Concept Outline

(1132 words, 6 minute read)

After much hemming and hawing, I thought it would be good to lay out what the project concept is from a high level without being too abstract. A lot of my earlier posts are a little evasive, so here I’ll try to be a bit more to the point.

Game Design Concept

The Seal (working title) is a third-person 3D puzzle-platforming game. In the game, an unnamed protagonist carries a manhole cover through a series of platforming levels in a temple setting, solving puzzles and evading enemies and traps. At the end of the game, the protagonist places the manhole cover over a manhole.

The Child

The protagonist of the game has no given name, but I refer to them as the child. The child’s motivation may or may not be explicitly stated in the game, but conceptually the child’s motivation is that they inherited or were otherwise given the gift. The gift is an object that the child received; they did not make or earn the gift; and this may be stated explicitly in the game if development time allows. I would prefer to make this element explicit, but if I don’t have the development time to do so, it may not make it into the game. The child doesn’t hate the gift. They feel responsible for the gift. Although the gift is in their possession now, they think that nobody should own the gift.

The child seeks to return the gift to its original resting place at the end of the temple. The exact reason why they want to return the gift and why they think nobody should own the gift is open to interpretation. What is on the other side of the manhole I also plan to leave unspecified.

The Gift

The gift, referred to as either “the artifact” or “the treasure” in previous posts, resembles a manhole cover in size and dimensions.

Ornate manhole cover from Osaka

The gift must have the following properties:

The Temple

The temple will be reminiscent of temples as depicted in Tomb Raider, Prince of Persia, Zelda, Indiana Jones, etc. The representation of the temple itself is meant to be familiar and evocative of other video games.


As a puzzle-platforming game, the game allows me to hone my craft of level and game design. It should be playable without much difficulty to players familiar with tropes of platforming games.

The narrative concept of starting the game with the treasure and returning it is meant to stand in opposition to the presentation of many popular games. Whereas games often portray the game world as existing for the joy of the player, and of the game world’s resources as being inherently there for the player to conquer and colonize, The Seal presents the player’s relationship to the world in the opposite fashion: rather than taking from the world, the player is giving to the world.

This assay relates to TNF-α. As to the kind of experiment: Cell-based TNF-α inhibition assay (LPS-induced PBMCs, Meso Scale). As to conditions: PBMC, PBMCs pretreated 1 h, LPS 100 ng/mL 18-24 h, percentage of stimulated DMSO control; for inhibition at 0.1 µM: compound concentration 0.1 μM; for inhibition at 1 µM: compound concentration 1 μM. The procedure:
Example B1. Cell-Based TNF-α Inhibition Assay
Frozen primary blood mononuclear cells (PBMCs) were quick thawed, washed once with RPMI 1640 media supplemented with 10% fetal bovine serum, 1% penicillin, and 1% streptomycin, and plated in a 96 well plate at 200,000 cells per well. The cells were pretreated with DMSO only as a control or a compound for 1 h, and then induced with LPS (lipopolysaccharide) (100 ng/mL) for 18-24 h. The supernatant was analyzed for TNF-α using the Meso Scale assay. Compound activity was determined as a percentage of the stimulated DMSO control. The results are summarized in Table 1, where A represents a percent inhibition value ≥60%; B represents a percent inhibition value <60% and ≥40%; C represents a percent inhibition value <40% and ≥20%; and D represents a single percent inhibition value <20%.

It’s hoped that in playing this game, players will examine why it is that they are returning the gift. They will hopefully play other games in the future and ask themselves why the player character deserves to steal from the game and from the environment.

If we think back to even the most seemingly innocent of games, theme of colonization and theft are common. Mario jumps through the Mushroom Kingdom, taking coins as he goes. Link smashes pots throughout Hyrule, taking rupees for himself wherever he is. Players rarely ask “why does Mario deserve these coins” or “why does Mario want these coins” or even “where did these coins come from”. The tacit message within the game is that the game world was waiting to be discovered by the player. Although the player character is causing harm to the characters already present in the game world (goombas, koopa troopas, etc), we are led to believe that this is Right and Just.

There are many ways of critiquing these structures in games, but rather than critique them directly, The Seal critiques them obliquely by inverting the expectations of the player. My responsibility as a designer is to figure out how this can still be fun.

As an artist, I have a responsibility to make this game fun, because my central argument is that games do not have to center the players' desires at every turn in order for the game to be fun; that the player’s fun does not have to be at the expense of the non-player characters in the game. It is actually at the expense of the player character that the player has fun; this calls into question the relationship between player and player character. The player character is thus an instrument of and toy of the player, but is not the player themselves.

Mechanics, Dynamics, Aesthetics

Hunicke, LeBlanc, and Zubek’s MDA: A Formal Approach to Game Design and Game Research describes one possible framework for analyzing the components of a game’s design. Through this lens, game design elements can be considered through the following paradigm: